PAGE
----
Writing Letters

Many English learners are familiar with writing essays for school or casual messages with friends. An often overlooked writing style is letters! Depending on the situation or need, a letter’s tone or vocabulary can be very different–formal, thankful, questioning, entreating, urgent, and so on. How can you write a letter to someone effectively to express the appropriate tone and get your point across? Here’s an interesting Android app English Letter Writing that can help you with that. As their page says, “English Letter & Application Writing Offline is completely free and offline English letters writing book with over 2000+ letters & applications for students in multiple categories.”

Recommended for intermediate to advanced learners (Levels 300 to EAP/800 and business students).


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Vocabulary Builder

One of the first steps to fluency is learning more vocabulary. Try the Vocabulary Builder app to learn new words. The app has great support: audio pronunciation, definitions, different levels, progress tracking, and more. Recommended for all learners (Levels 100+).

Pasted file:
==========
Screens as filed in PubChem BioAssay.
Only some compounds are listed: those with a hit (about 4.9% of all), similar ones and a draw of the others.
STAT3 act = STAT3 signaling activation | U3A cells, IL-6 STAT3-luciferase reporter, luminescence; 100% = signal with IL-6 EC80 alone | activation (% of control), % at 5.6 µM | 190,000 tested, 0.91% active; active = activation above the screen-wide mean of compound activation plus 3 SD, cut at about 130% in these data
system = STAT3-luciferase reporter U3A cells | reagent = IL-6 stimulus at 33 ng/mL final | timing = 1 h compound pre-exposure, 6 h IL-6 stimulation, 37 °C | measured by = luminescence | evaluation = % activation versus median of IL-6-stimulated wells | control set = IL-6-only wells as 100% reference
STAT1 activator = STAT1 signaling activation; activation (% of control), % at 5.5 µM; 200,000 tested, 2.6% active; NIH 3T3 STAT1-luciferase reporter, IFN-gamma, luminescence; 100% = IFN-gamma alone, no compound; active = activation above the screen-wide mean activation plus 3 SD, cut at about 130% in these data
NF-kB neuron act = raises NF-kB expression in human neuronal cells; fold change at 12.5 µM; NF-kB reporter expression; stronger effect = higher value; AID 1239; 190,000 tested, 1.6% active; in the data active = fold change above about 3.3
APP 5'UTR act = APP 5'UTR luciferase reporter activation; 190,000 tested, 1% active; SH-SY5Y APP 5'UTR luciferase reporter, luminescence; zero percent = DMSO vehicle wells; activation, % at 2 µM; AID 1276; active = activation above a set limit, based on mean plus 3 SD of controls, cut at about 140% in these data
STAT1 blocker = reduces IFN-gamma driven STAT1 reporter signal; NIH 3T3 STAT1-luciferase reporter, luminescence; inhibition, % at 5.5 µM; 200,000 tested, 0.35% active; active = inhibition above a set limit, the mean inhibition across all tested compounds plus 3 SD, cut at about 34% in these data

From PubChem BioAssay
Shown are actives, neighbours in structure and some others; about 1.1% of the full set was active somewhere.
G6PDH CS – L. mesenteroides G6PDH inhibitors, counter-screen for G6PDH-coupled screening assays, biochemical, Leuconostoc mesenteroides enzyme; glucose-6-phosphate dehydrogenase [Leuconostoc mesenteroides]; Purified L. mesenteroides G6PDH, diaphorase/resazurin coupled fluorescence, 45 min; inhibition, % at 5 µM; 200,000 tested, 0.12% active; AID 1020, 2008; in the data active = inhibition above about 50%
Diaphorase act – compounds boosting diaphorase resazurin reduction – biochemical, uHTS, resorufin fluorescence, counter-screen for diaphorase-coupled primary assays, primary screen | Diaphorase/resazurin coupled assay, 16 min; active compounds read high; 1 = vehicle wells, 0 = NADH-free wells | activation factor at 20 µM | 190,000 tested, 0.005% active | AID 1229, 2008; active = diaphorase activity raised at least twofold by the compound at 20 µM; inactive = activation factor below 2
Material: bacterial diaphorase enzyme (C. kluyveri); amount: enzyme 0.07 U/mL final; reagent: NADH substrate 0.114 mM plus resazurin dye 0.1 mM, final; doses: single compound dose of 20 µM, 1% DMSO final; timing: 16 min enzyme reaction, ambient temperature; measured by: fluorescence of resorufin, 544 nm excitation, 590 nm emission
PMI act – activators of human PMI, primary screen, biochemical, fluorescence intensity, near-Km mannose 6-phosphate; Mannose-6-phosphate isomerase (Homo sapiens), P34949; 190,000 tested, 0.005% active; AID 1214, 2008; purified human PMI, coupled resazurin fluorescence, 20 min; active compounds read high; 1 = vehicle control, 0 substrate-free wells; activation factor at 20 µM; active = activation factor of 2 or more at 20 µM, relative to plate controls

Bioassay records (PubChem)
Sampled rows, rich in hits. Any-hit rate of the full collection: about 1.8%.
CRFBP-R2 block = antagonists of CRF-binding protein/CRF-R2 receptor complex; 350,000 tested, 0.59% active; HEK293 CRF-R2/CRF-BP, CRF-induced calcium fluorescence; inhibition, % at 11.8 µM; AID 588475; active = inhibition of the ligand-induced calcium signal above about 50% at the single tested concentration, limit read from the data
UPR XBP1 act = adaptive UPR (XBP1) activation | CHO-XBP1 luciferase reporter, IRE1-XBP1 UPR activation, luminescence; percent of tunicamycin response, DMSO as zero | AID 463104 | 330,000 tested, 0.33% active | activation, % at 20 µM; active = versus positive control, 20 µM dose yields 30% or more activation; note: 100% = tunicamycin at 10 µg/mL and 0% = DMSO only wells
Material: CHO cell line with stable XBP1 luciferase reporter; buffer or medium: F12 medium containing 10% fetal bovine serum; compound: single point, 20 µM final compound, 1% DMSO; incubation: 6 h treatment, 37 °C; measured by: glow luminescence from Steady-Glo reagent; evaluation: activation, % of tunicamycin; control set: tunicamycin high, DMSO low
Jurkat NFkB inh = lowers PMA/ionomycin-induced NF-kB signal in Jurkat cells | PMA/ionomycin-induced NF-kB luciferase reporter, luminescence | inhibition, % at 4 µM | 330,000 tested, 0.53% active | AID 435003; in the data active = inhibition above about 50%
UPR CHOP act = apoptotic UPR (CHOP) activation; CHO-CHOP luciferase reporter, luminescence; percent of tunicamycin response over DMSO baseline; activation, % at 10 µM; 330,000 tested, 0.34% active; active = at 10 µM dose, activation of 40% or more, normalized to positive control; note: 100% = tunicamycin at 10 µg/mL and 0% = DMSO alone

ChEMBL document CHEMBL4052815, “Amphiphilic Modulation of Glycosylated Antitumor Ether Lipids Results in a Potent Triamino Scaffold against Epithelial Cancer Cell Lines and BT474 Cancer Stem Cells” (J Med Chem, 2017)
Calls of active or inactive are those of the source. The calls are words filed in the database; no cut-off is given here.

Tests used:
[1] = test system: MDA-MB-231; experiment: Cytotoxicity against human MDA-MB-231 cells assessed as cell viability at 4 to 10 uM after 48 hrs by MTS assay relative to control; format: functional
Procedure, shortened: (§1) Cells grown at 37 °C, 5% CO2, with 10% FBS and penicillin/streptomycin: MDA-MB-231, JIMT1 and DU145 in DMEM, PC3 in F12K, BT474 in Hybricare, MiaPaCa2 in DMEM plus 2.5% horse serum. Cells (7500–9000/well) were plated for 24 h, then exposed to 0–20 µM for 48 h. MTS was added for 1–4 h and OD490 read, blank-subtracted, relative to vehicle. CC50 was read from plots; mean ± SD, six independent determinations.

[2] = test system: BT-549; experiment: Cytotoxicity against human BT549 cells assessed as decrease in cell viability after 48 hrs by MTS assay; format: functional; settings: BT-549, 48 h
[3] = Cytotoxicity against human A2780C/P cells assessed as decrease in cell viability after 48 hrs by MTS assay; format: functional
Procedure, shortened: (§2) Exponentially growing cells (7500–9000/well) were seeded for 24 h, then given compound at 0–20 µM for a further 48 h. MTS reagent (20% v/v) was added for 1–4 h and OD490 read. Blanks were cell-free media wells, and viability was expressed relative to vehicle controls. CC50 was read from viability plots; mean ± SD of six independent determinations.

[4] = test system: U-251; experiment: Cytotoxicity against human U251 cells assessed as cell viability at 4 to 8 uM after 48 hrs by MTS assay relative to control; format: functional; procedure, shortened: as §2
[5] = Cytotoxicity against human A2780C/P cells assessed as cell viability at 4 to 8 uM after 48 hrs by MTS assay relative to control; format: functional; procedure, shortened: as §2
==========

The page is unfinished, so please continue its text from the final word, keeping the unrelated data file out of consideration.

ACE - vocab builder

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Free Pearson Resources

Many schools use Pearson books and online resources to teach students English, including us! They have many topics to choose from: seasonal (holidays, events), adults (life skills, conversational topics), early learners, and more. Though the resources are aimed at teachers, the materials are great for students too. Go to Pearson’s Classroom Resources and check them out!

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Thinking Critically in English

As you learn English, you’ll notice that you’re not only learning the language in terms of grammar rules–you’re learning how to analyze the academic content, and the world in general, through a different lens. English and the associated culture interprets the world differently from how your native language and culture does. It’s important to keep an open mind with these differences so we can progress new ideas and build partnerships across borders. In other words, critical thinking is a useful skill to develop across all languages to better understand the world and one another. As an English learner now, try to improve on your critical thinking with 5 tips from the Ted-Ed video below (press CC on the bottom right for subtitles). Recommended for intermediate to advanced learners (Levels 400+).

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